A summary of activity in the Maple Leafs’ Camp on the second day of the NHL Entry Draft in Sunrise, Florida.
The names, generally, are not as well known as the ones called in the earlier rounds. In many ways, however, it is the second day of the draft that really separates the successful franchises from the pretenders. The truest gauge of any organization’s scouting prowess is the ability to unearth hidden gems in rounds 5 through 9 (long after many observers have essentially lost interest in the proceedings).
Here is a thumbnail assessment of the players selected by the Maple Leafs on Day Two.
Kyle Wellwood (C – Belleville, OHL) : The 2000/2001 OHL scoring champion wouldn’t have been there for the Maple Leafs in round five if there weren’t some serious reservations about his long term pro potential. At 5-10 and 190 pounds, Wellwood certainly doesn’t have ideal NHL size and his skating is average at best. Many scouts give much of the credit for Kyle’s scoring title to line mates Randy Rowe and Branko Radivojevic, both of whom also finished in the top five. To be fair, Wellwood has a wide range of offensive skills (especially puckhandling and playmaking) and was superlative for the Bulls this season. Though drafting is largely a matter of judging a player’s potential, there should always be room to recognize outstanding performance as well.
Max Kondratiev (D – Togliatti, Russia) : Kondratiev is a swift rearguard who represented his country at the Under-18 Tournament this year. Maxim is 6-1 but unusually light (176 pounds) for a Russian defenseman and will likely require several more seasons at home before trying his luck in the NHL.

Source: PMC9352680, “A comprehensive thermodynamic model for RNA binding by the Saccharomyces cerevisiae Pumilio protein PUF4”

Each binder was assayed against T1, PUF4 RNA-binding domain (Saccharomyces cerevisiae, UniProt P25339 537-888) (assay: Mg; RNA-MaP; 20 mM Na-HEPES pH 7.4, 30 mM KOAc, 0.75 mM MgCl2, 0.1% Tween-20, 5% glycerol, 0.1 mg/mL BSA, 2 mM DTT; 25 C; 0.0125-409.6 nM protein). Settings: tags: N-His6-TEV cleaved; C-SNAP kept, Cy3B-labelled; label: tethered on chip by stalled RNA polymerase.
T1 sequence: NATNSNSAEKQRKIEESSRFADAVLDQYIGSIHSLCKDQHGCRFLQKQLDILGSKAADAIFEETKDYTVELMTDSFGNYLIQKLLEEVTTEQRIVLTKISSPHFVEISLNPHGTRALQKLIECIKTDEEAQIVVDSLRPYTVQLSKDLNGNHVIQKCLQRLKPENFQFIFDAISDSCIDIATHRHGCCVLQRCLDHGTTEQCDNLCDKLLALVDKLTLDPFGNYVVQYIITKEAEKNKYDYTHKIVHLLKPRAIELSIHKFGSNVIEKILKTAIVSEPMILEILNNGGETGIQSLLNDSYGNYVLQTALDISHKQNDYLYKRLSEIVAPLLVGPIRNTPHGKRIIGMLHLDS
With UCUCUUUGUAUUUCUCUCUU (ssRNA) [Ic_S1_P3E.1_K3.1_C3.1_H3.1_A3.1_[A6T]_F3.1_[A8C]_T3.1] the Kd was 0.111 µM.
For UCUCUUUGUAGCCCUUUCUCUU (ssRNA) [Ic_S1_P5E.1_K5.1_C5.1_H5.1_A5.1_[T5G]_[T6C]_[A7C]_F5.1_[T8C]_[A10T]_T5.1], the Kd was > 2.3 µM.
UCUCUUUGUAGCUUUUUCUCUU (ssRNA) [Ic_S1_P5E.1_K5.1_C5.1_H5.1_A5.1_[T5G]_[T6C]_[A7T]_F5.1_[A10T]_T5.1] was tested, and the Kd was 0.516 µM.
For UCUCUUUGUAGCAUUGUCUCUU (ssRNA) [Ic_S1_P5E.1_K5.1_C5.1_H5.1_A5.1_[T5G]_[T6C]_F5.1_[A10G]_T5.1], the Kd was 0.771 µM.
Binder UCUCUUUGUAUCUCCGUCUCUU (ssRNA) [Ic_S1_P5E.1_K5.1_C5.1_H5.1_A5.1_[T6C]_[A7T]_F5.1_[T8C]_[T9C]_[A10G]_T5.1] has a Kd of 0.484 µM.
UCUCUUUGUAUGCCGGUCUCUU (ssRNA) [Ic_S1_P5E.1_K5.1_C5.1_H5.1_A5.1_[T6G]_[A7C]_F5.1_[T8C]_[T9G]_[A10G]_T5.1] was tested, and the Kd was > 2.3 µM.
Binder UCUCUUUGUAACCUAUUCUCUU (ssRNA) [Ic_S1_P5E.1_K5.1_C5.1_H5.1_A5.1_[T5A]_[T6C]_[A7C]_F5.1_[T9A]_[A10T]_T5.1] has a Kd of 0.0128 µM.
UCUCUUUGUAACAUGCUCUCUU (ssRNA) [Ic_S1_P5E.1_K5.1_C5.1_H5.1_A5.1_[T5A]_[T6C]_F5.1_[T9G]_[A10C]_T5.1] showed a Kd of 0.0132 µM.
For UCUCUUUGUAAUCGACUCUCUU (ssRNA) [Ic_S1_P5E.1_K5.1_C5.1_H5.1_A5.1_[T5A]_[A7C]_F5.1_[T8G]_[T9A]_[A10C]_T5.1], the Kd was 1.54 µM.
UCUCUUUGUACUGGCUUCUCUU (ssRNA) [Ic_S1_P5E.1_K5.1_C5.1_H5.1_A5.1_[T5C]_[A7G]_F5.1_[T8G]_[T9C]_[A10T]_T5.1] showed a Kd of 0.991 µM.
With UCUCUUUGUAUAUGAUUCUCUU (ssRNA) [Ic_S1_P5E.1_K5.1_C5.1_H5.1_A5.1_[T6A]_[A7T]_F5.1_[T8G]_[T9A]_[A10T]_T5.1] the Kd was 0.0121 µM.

Jaroslav Sklenar (W – Brno, Czech Republic) : Sklenar is a classic European forward who skates like the wind, can change direction in a phone booth and fires rockets from the wing. Jaroslav has decent size (6-1, 172) but will need to improve his upper body strength significantly before turning pro.
Ivan Kolozvary (W – Trencin, Slovakia) : Kolozvary was actually rated higher by the NHL Central Scouting Service than either of the 2 players (Kondratiev, Sklenar) drafted by the Maple Leafs directly ahead of him. Small (6-0, 169) and fast, Ivan played several games with Trencin’s senior team this season and acquitted himself very nicely in the process.
Jan Chovan (G – Belleville, OHL) : Chovan, who hails from Bratislava, Slovakia, was a finalist for OHL Rookie-Of-The-Year in 2000/2001. Jan battled through a nagging leg injury to post a .903 save percentage, 2.84 GAA and 2 shutouts for the Bulls this season. Ironically, Chovan’s strong play enabled him to wrest Belleville’s #1 job away from Carlo Colaiacovo’s twin brother, Paulo.
Tomas Mojzis (D – Moose Jaw, WHL) : Mojzis, Moose Jaw’s first selection in last year’s CHL Import Draft, demonstrated outstanding playmaking and skating skills in Western League action this season. Tomas has good size (6-1, 192) and was a mainstay on the Warrior’s power play, picking up 11 goals, 36 points (and 115 PIM) in 72 games.
Michael Knoepfli (C – Georgetown, OPJHL) : Knoepfli was a dominant force in the Ontario Provincial Junior League this season, scoring 45 goals and 83 points in 47 games for the Georgetown Raiders. Michael is very strong on his skates and possesses natural scoring ability. He is signed to play hockey at Cornell next year and will be expected to play a major role in the Big Red’s attack.